Alienated



to make indifferent or hostile:
By refusing to get a job, he has alienated his entire family.
to cause to be withdrawn or isolated from the objective world:
Bullying alienates already shy students from their classmates.
to turn away; transfer or divert:
to alienate funds from their intended purpose.
Law. to transfer or convey, as title, property, or other right, to another:
to alienate lands.
Contemporary Examples

Many are alienated from their families already and defiance is part of their motive for leaving.
Western Jihadists in Syria Threaten to Bring Their War Back Home Maajid Nawaz April 26, 2014

Non-college whites are the most alienated and pessimistic group in the electorate and also the most nationalist.
Defend Capitalism? David Frum July 17, 2012

As a result, our young people are alienated like no generation before them.
The ‘Yobs’ Are the Problem Francis Gilbert August 10, 2011

Not surprisingly, this has alienated independents, women, and young voters outside the conservative tribe.
The Case for Crazy: What the GOP Would Learn by Picking Rick Santorum John Avlon March 15, 2012

As it happens, whites without a college degree are the most alienated of all measured voting blocs.
Bain: The Debate You Have When You Don’t Have Ideas David Frum July 13, 2012

Historical Examples

I think not; you have blighted her confidence and alienated her affections.
Searchlights on Health: Light on Dark Corners B.G. Jefferis

I know not any of the number to be alienated from the true faith.
The Rise of the Hugenots, Vol. 1 (of 2) Henry Martyn Baird

To be alienated from him would be the bitterest grief which life could bring.
Flaming June Mrs. George de Horne Vaizey

She was helplessly conscious of the result: her husband was alienated from her.
Romola George Eliot

My alienated affections wandered, and I was unfaithful to Marion.
Tono Bungay H. G. Wells

verb (transitive)
to cause (a friend, sympathizer, etc) to become indifferent, unfriendly, or hostile; estrange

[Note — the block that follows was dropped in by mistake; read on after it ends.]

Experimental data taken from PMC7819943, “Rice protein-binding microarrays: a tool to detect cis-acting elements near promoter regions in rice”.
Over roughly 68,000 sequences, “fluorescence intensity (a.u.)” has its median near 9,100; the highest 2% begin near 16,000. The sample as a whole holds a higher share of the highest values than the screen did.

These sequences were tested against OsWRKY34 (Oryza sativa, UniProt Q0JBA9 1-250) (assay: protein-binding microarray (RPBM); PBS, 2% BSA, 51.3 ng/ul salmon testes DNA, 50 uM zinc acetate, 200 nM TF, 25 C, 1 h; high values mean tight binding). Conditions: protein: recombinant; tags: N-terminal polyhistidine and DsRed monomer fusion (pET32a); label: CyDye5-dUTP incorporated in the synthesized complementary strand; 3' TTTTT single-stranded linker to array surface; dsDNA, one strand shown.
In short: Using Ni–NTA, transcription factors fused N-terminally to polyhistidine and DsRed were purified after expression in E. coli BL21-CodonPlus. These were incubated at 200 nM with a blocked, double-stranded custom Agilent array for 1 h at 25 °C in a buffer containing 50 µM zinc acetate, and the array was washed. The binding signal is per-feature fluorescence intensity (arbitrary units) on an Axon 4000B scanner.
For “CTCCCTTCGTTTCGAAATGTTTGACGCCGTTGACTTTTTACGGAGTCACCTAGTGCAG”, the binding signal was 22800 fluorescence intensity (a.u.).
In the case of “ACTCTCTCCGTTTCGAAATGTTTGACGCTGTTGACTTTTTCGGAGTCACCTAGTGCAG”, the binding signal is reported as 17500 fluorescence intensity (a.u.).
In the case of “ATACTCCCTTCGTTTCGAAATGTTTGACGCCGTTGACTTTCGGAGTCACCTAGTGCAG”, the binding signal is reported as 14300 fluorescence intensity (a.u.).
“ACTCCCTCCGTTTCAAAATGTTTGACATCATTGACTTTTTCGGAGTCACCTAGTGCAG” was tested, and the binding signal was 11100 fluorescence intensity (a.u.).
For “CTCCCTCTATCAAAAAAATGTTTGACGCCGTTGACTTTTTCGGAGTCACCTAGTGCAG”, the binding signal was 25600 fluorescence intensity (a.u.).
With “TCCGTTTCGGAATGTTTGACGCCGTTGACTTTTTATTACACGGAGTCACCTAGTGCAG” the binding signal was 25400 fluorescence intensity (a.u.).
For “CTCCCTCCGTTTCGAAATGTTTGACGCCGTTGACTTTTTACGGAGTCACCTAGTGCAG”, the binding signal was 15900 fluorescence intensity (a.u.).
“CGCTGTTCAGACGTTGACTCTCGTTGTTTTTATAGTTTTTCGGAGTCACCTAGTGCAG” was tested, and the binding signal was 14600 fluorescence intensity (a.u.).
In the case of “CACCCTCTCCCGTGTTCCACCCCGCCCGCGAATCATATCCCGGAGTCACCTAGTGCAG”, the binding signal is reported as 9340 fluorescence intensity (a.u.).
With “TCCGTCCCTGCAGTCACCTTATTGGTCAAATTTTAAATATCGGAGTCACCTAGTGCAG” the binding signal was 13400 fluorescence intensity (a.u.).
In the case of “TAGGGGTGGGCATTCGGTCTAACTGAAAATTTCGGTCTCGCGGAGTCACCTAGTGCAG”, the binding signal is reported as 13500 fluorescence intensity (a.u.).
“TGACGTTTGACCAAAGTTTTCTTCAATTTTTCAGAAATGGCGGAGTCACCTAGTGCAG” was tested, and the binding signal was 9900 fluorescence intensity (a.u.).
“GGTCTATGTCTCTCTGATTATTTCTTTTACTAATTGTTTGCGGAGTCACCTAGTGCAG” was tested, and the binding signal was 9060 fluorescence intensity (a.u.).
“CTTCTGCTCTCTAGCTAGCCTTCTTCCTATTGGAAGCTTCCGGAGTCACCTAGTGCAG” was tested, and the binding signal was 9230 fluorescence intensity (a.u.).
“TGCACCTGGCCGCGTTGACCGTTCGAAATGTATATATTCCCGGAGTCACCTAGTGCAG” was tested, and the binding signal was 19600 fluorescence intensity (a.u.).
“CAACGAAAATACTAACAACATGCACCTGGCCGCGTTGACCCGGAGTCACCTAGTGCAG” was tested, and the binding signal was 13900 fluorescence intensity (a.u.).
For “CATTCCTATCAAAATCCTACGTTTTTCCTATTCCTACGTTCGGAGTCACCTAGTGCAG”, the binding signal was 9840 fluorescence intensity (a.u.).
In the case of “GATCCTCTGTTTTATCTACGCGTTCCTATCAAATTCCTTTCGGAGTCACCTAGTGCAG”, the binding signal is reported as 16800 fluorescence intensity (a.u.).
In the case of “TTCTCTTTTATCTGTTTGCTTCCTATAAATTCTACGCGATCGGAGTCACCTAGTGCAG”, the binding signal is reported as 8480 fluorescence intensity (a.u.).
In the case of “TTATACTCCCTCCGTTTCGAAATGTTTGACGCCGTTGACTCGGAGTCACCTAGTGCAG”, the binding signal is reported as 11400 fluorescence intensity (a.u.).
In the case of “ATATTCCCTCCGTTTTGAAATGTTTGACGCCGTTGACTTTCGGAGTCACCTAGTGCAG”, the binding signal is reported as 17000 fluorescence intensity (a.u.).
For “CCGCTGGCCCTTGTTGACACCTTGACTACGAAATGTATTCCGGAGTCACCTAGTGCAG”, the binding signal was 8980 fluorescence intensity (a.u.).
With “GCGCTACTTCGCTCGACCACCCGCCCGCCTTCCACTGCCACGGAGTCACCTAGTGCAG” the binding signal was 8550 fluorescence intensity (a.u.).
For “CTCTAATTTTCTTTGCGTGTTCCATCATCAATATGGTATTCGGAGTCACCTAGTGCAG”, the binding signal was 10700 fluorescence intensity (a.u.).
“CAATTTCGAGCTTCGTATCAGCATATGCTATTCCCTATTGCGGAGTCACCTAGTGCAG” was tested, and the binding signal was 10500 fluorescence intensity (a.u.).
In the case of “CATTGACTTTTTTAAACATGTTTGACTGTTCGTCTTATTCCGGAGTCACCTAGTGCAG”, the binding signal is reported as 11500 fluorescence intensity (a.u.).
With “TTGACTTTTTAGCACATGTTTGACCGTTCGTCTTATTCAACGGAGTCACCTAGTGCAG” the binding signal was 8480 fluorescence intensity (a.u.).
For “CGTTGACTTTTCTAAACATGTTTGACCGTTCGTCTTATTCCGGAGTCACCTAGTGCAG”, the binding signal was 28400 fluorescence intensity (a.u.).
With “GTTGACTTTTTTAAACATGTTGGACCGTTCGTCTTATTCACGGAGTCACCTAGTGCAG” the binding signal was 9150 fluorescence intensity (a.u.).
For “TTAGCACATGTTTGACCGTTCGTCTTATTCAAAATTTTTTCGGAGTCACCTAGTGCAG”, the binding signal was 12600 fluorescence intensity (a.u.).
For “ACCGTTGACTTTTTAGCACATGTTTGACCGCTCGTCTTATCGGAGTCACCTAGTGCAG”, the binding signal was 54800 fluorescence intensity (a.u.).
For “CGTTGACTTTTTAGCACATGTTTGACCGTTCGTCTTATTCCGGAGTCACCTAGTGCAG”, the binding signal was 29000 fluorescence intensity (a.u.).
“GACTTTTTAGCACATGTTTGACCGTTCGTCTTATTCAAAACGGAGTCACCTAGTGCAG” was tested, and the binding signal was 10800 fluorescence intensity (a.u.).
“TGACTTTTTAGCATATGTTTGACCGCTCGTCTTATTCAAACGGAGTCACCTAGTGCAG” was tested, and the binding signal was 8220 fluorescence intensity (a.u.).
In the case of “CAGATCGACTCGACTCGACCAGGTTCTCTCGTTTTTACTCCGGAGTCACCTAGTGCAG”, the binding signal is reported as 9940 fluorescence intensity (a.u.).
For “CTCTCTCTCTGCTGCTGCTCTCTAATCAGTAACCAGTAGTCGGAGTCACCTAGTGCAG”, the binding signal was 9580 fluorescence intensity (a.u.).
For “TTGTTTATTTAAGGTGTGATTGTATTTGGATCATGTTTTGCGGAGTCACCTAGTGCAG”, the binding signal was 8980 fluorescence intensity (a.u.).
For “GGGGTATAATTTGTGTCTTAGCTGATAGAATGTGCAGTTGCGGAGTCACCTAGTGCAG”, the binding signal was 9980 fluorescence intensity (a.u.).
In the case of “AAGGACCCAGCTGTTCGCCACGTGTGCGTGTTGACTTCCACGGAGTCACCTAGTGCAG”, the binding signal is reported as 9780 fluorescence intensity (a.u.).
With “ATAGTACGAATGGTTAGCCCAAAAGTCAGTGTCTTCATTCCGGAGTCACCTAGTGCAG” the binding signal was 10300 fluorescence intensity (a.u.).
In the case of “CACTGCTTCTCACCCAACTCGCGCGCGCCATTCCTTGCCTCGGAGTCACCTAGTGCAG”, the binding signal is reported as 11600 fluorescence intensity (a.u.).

to turn away; divert: to alienate the affections of a person
(law) to transfer the ownership of (property, title, etc) to another person
v.

1540s, “make estranged” (in feelings or affections), from Latin alienatus, past participle of alienare “to make another’s, estrange,” from alienus “of or belonging to another person or place,” from alius “(an)other” (see alias (adv.)). Related: Alienated; alienating.

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  • Alienation of affections

    the estrangement by a third person of one spouse from the other.

  • Alienation

    the act of , or of causing someone to become indifferent or hostile: The advocacy group fights against prejudice and social alienation of immigrants. the state of being , withdrawn, or isolated from the objective world, as through indifference or disaffection: the group’s alienation from mainstream society. the act of turning away, transferring, or diverting: […]



  • Alienative

    the act of , or of causing someone to become indifferent or hostile: The advocacy group fights against prejudice and social alienation of immigrants. the state of being , withdrawn, or isolated from the objective world, as through indifference or disaffection: the group’s alienation from mainstream society. the act of turning away, transferring, or diverting: […]

  • Alienee

    a person to whom property is alienated. Historical Examples The purchaser or alienee brought an action against the tenant-in-tail, alleging that he had no legal title to the land. Encyclopaedia Britannica, 11th Edition, Volume 10, Slice 3 Various Nor was the alienee, doubtless, to be taxed without his own consent, any more than another tenant […]



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